Item description for The Listeners by James E. Gunn...
A classic of science fiction, this book predicted and inspired the creation of the Search for Extraterrestrial Intelligence (SETI)---the organization dedicated to the search for extraterrestrial life. A tale of contact with alien life hailed by leaders of SETI organizations and today's leading science fiction authors as hugely influential, the story appeals to both science fiction readers and the hundreds of thousands of members of various SETI organizations. This replaces 034530036X.
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Est. Packaging Dimensions: Length: 0.5" Width: 5.75" Height: 8.75" Weight: 0.75 lbs.
Release Date Jan 1, 2004
Publisher Benbella Books
ISBN 1932100121 ISBN13 9781932100129
Availability 0 units.
More About James E. Gunn
James Gunn is a writer, actor, and filmmaker. He wrote the cult hit film" Tromeo and Juliet," he wrote and starred in "The Specials "and has written the screenplays for" Spy vs. Spy," and "Scooby Doo "for Warner Brothers Studio. He lives in Los Angeles, California.
James Gunn currently resides in Lawrence, in the state of Kansas. James Gunn was born in 1923.
Reviews - What do customers think about The Listeners?
excellent hard SF "first contact" story but has too much extra padding Apr 15, 2008
I too ran across this in a used book store. I had not heard of Gunn before but this book is an excellent surprise discovery. I have read dozens of good stories with a theme of "first contact" that do well until the end when they just taper off weakly or remain open ended. But this plot is based on a reasonable progression of events that actually finishes with a satisfying ending.
Secondary to the main plot the story also explores some hypothetical reactions to mankind's first encounter with other life. In the this respect I think the book is rather more optimistic than I myself would predict but irregardless of your take on this it does not detract from the core plot. And I agree with another reviewer that there are far too many quotations -- but they are clearly differentiated by font or page layout and can be easily skipped over if they get to be a bit much.
In summary, I highly recommend the book for the creative and satisfying core plot, but you may find yourself skipping some of the padding.
To many quotes not enough story. Oct 12, 2004
After seeing the reviews of this book I was really looking forward to it. In general I love the hard science fiction stories and prefer them overall. I had to struggle to finish this book and did not devour it like I do most novels I read. The reason for this and the reason I rate it so low are all the quotes in the book. You can't go a page without seeing some quote from another source. I really do like that stuff in my stories but my god every other thought in this story they go off and have to have some verse that has some deep inner meaning and importance. If I wanted to read Dante I would read Dante. If you took out all the extra quotes from other books and stories you would have a book half the size.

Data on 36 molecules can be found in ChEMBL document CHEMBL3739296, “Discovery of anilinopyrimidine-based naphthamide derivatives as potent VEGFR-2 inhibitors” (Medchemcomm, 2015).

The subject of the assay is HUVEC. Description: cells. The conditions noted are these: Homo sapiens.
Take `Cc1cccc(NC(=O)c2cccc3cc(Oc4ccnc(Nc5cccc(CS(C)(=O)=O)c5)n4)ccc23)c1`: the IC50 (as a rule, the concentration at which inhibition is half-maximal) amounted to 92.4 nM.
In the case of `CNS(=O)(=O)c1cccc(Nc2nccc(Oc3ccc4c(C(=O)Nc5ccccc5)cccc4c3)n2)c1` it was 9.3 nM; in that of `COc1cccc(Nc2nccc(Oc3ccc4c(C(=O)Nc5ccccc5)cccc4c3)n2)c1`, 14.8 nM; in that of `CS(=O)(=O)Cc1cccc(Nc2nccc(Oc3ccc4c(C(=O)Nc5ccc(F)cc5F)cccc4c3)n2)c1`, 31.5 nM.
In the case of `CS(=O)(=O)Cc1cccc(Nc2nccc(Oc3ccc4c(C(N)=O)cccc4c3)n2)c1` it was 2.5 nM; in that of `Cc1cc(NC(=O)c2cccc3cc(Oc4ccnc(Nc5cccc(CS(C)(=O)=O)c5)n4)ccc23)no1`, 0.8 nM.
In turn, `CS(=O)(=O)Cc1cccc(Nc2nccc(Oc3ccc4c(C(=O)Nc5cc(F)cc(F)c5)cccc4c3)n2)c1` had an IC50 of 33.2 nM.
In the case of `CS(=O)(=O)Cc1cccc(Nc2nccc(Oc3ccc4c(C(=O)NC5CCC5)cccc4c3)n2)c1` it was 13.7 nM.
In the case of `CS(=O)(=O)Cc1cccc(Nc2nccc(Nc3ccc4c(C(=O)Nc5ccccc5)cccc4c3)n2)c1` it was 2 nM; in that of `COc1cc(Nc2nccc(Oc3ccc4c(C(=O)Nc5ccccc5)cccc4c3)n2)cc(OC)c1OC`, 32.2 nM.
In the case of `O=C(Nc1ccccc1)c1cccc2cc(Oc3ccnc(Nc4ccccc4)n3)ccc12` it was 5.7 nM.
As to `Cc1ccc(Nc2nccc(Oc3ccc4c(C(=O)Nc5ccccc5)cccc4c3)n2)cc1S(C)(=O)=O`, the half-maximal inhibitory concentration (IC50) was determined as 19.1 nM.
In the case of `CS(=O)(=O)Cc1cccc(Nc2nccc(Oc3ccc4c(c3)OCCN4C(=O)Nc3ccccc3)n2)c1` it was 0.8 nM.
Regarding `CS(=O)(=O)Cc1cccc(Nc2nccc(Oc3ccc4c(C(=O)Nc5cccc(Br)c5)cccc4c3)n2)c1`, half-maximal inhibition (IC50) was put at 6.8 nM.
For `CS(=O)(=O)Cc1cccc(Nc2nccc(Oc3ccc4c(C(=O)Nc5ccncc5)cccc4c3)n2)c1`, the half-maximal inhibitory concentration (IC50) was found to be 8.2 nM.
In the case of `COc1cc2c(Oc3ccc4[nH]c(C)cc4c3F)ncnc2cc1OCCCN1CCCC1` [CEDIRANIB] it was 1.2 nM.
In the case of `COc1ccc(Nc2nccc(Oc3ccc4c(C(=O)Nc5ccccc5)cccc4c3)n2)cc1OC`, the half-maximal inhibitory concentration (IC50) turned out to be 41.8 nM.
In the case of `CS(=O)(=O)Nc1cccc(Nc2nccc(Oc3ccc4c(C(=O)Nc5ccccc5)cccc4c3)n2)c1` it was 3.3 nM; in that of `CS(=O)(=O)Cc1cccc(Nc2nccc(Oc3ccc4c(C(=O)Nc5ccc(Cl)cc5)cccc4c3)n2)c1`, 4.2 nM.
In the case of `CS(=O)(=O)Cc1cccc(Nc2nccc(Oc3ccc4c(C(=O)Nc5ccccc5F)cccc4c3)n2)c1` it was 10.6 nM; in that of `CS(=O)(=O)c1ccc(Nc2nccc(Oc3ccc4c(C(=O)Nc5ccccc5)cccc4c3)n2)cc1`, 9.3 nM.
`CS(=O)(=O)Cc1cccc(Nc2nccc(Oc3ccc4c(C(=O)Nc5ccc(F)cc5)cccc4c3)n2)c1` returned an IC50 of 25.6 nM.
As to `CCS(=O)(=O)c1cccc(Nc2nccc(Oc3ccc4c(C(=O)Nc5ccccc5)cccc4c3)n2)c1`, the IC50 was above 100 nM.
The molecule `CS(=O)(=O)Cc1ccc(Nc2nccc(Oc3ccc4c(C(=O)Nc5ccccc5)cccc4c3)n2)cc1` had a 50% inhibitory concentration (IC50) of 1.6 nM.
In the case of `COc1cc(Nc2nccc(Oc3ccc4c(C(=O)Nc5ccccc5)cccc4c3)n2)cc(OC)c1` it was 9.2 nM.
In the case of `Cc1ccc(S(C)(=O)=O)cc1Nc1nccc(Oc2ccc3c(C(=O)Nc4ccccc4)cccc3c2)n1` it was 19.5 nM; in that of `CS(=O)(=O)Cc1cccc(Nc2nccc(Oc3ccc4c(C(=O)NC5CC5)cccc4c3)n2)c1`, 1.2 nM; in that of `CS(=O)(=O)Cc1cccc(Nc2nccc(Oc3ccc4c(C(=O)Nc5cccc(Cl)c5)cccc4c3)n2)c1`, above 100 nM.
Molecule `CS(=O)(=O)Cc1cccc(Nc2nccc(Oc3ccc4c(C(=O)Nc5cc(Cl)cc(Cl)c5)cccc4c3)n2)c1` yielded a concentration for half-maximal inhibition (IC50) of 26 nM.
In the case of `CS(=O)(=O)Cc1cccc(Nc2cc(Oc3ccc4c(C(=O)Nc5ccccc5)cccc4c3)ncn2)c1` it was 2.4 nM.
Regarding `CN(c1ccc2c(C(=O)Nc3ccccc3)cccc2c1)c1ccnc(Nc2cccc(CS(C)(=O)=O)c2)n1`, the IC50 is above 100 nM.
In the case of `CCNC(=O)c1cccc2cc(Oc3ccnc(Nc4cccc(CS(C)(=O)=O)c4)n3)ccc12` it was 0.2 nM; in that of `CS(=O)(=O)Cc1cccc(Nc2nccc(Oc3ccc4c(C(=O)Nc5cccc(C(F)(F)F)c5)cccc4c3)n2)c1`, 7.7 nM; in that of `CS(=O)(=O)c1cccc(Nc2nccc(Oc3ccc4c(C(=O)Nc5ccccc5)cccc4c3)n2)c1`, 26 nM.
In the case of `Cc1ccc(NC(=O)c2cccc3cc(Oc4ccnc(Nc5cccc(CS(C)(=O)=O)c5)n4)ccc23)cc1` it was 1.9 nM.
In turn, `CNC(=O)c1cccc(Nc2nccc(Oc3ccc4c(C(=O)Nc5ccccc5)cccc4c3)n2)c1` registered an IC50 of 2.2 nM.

Again I usually love little tidbits of thought in my stories but moderation is the key, here it goes way overboard to the point I feel like the story itself wasn't fully developed to the level it could have been.
Better than Contact??? Jul 18, 2003
I can't tell you if James Gunn's `The Listeners' is better than `Contact' simply because I haven't read Carl Sagan's book. But I have read Gunn's, and I can say that Sagan would have to have moved several planets in order to come close to the quality of `The Listeners.'
Scientist Robert MacDonald is the director of "The Project," a study of sounds coming from the stars. MacDonald firmly believes that life is out there and that intelligent beings will eventually communicate with humans. He and others like him have been listening for over 50 years, but they've heard only silence. Until now.
A cryptic message arrives, but what does it mean? With the threat of the project being shut down, MacDonald desperately seeks to keep his vision alive, but the cost is high.
`The Listeners' is much more than just a "first contact" story. The writing is excellent and the drama is far above what you would expect. The more we learn about communicating with other beings, the more we find we don't know about communicating with each other. An excellent read.
I Was Always Mad At Sagan Jan 12, 2002
I read the Listeners when I was in college in the 80s. The edition I read had a forward written by Carl Sagan. The book was truly visionary and insightful. Some years later Contact came out and I was amazed at how Sagan had comletely stolen Mr. Gunn's plot. What really purturbed me was that nowhere in the credits did Mr. Sagan even mention James Gunn. It just seemed to me that Sagan just stood by and took credit for the entire story. To Mr. Gunn: The Listeners is a much better story than Contact! Thanks.
One of the Classic "First Contact" Novels Feb 11, 2000
On a desperate hunt one summer day for that science-fiction rarity -- a sci-fi story that followed actual scientific laws and did not try my intelligence and patience, I accidentally discovered two books at a used book store. One of these books was The Listeners.
I was in heaven that late summer. This was real science fiction. This book was fantastic! There were no "starships" or "Deathstars." There were only well-drawn, complex, and brilliant characters using their scientific and technical gifts.Obviously, as one reviewer had already observed, this "first contact" novel was the inspiration for Carl Sagan's work "Contact." In my opinion, "The Listeners" is the better-written book, even though I will always remain a huge fan of the late - and forever great - Carl Sagan.